“In a marketplace where looking fit, younger, and more masculine is imperative, the better you look, the better your chances of ascending the corporate ladder.”

The cleaner and put together a business man looks, the more likely a client is to trust him over the aged, wrinkled, and dad-like man in the building next door. Dr. Steinbrech states that there are 4 different types of men looking for cosmetic procedures. The “CEO” or “Board Member” man is looking for a necklift, an eyelift, jawline recontouring, and liposuction as well. The “Athletic Dad” is explained to be the banker who has gained over 15 pounds and is looking for youth again. They typically receive liposuction and an eyelift. The “Body Builder” and the “Male Model” are looking to go big. The goal is a big chest and big glutes, but muscularly defined. They undergo high def liposuction, jawline contouring, fat transfer, necklifts, eyelifts, and cheekbone enhancements. This is no different from a typical procedure on a woman. They are both for the satisfaction of knowing how others around them perceive them as normal or a fit to be person.

Diseases like cancer effect both men and women every single day. According to the American Cancer Society, about 5.4 million people are diagnosed with skin cancer every year. These patients typically go through a lumpectomy surgery, or a procedure to remove a cancerous tumor. In most cases, this leaves the patient with a visible deformity and with 2 options. The patient can keep their visible deformity, or they can go through one or more surgeries to bring back their features to what they once were. This is called therapeutic surgery, and is the reason why cosmetic surgery is available (Therapeutic Surgery). Therapeutic surgery serves a higher purpose, as to aesthetic surgery, that has a sole purpose of boosting ones self-esteem and self-image.

It is easy to understand that people to want to look good. It is even easier to decide to fix the physical qualities that someone has been given. However, the real solution to this problem is to fix the societal view surrounding these people. If we, as human beings, come to the realization that we were born the way we were, and accept that, no one would need to change their physical appearance. It is also important to accept the people around you. When someone does not fit our personal definition of perfection, they are criticized and instantly seen as not good enough. We believe that they need to change to fit what we see as attractive. A simple necklift or eyelift will not change this. The change need not to be in physical features, but in the way we accept and think about other people around us. To go to any extreme and put your own life in danger just for the way your self-image is perceived is absurd. Because the fact of the matter is, it is not worth it.

Works Cited

American Cancer Society. “Skin Cancer Facts.” Skin Cancer Facts, Cancer.org, 20 Apr. 2016, www.cancer.org/cancer/cancercauses/sunanduvexposure/skin-cancer-facts.

Donohoe, Martin. “Women’s Health in Context: Cosmetic Surgery Past, Present, and Future: Scope, Ethics, and Policy.” Medscape OB/GYN, www.medscape.com/viewarticle/542448_2.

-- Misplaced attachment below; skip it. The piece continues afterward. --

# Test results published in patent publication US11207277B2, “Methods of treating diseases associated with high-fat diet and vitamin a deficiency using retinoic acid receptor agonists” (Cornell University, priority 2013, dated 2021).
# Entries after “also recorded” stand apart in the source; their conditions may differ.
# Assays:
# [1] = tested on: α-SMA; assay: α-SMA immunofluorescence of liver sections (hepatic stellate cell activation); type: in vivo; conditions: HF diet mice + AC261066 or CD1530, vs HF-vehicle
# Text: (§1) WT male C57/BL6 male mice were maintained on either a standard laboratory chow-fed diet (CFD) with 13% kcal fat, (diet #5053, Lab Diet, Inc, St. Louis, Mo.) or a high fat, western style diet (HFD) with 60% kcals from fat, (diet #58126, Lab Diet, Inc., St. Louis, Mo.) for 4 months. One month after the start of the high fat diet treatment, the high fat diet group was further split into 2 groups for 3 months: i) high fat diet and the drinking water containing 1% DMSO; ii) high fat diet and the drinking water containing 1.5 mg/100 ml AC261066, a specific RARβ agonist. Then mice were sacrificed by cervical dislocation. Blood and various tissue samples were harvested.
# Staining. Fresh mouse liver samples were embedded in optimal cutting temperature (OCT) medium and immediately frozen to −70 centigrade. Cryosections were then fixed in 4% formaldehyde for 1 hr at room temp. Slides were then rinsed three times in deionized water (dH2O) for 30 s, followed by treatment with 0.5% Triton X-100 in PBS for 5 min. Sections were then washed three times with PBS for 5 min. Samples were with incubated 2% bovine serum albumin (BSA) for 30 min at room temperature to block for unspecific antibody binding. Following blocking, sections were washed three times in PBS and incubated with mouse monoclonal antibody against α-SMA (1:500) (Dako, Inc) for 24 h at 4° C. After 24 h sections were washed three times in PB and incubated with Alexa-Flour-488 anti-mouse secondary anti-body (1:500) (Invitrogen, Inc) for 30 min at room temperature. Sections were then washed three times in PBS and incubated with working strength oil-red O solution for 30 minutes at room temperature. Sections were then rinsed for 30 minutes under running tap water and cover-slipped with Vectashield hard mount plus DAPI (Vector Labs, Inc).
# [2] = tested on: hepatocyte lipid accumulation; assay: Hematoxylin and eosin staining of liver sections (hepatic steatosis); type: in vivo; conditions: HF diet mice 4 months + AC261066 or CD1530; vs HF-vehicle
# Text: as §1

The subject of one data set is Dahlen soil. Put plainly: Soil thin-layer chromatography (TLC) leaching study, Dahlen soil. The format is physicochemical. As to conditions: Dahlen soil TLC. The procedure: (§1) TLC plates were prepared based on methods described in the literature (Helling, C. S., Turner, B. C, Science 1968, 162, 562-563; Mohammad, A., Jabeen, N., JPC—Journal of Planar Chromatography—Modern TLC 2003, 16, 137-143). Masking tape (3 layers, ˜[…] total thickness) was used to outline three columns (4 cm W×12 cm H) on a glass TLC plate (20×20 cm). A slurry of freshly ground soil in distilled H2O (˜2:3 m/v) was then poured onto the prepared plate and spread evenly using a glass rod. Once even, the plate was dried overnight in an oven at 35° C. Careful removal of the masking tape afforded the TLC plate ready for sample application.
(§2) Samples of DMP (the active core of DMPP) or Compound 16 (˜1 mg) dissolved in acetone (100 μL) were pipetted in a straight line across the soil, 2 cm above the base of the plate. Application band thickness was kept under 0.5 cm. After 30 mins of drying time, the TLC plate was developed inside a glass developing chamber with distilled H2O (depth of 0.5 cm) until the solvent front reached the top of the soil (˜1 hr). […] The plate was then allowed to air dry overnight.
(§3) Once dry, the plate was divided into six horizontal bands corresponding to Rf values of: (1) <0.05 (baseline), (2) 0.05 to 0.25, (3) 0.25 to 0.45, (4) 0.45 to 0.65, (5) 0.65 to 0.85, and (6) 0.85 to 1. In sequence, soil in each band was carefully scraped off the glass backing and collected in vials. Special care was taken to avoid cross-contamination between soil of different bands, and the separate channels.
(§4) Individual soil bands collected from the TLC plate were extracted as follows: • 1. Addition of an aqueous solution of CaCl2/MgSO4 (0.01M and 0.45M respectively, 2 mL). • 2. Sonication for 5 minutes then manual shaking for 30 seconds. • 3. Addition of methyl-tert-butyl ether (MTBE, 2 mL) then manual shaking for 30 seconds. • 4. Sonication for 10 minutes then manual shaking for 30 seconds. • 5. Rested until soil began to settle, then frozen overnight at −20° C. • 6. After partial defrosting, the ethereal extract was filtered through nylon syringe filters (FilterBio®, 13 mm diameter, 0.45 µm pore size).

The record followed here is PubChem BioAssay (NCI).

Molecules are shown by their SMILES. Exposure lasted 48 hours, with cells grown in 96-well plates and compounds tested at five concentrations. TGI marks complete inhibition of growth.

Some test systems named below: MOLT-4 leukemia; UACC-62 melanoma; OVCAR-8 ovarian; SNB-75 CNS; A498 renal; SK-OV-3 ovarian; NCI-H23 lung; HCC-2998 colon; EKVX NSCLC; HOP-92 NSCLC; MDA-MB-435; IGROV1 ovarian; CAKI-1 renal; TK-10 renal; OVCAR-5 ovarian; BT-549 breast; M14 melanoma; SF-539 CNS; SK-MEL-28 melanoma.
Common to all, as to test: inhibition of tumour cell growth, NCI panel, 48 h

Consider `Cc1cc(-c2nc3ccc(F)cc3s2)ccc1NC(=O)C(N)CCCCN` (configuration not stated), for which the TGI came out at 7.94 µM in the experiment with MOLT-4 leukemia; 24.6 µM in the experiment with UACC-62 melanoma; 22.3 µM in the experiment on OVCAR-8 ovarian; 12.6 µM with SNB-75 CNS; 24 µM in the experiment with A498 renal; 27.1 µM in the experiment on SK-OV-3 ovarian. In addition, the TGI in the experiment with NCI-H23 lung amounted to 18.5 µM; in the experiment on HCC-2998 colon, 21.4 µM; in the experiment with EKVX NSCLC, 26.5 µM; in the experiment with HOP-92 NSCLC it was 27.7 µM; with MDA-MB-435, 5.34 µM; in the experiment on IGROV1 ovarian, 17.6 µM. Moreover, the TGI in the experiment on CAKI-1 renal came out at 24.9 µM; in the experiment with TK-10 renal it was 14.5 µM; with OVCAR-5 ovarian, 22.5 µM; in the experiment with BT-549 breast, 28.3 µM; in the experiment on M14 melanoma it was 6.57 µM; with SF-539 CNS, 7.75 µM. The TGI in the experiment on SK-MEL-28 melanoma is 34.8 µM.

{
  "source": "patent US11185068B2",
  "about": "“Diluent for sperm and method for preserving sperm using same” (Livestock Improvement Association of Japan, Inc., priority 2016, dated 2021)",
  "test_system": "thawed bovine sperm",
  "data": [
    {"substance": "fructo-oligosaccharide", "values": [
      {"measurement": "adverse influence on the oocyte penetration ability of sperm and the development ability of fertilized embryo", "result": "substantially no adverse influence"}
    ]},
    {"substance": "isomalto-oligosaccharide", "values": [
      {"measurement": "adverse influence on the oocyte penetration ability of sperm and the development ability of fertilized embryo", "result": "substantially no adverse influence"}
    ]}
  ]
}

“Fresh Faces.” Medicine, Health, and Bioethics: Essential Primary Sources, edited by K. Lee Lerner and Brenda Wilmoth Lerner, Gale, 2006, pp. 408–411. Opposing Viewpoints in Context,link.galegroup.com/apps/doc/CX3456500154/OVIC?u=ranc95197&xid=e04ffbbc. Accessed 4 Dec. 2016.

Lucas, MD Jay. “Most Commonly Requested Plastic Surgery For Men.” American Society of Plastic Surgeons, Plasticsurgery.org, 26 Aug. 2015, www.plasticsurgery.org/news/blog/most-commonly-requested-plastic-surgery-for-men.

Nowicki. T, n.d. “From Peer Pressure to Plastic Surgery: Why More and More Teens May be Opting to Go Under the Knife.” The Children, www.thechildren.comHhealth#infoHconditions#and#illnessesHpeer#pressure#plastic#surgery#why#more#and#more#teens#

Ouellette, Alicia. “Cosmetic Surgery Is Used to Alter Ethnic Characteristics.” The Culture of Beauty. Ed. Roman Espejo. Detroit: Greenhaven Press, 2010. Opposing Viewpoints. Rpt. from “Eyes Wide Open: Surgery to Westernize the Eyes of an Asian Child.” Hastings Center Report (Jan.-Feb. 2009): 15–18. Opposing Viewpoints in Context. Web. 23 Oct. 2016.http://ic.galegroup.com/ic/ovic/ViewpointsDetailsPage/ViewpointsDetailsWindow?disableHighlighting=true&displayGroupName=Viewpoints&currPage=&scanId=&query=&prodId=OVIC&search_within_results=&p=OVIC&mode=view&catId=&limiter=&display-query=&displayGroups=&contentModules=&action=e&sortBy=&documentId=GALE%7CEJ3010659217&windowstate=normal&activityType=&failOverType=&commentary=true&source=Bookmark&u=ranc95197&jsid=8ff988080e934dea536990111a9bc9ac

Samuels , Dr. Howard. “Plastic Surgery Addiction.” Plastic Surgery Addiction, 2011, drhowardsamuels.com/addiction-guide/plastic-surgery/.

Soest, Tilmann M von; Kvalem, Lundin, Ingela & Wichstrøm, Lars (2012). Predictors of cosmetic surgery and its effects on psychological factors and mental health: a population-based follow-up study among Norwegian females. Psychological Medicine. ISSN 0033–2917. 42(3), s 617- 626 . doi: 10.1017/S0033291711001267 https://www.ncbi.nlm.nih.gov/pubmed/21781375

Steinbrech, Douglas. “Which Type Are You?” Male Plastic Surgery, 2016, maleplasticsurgerynewyork.com/.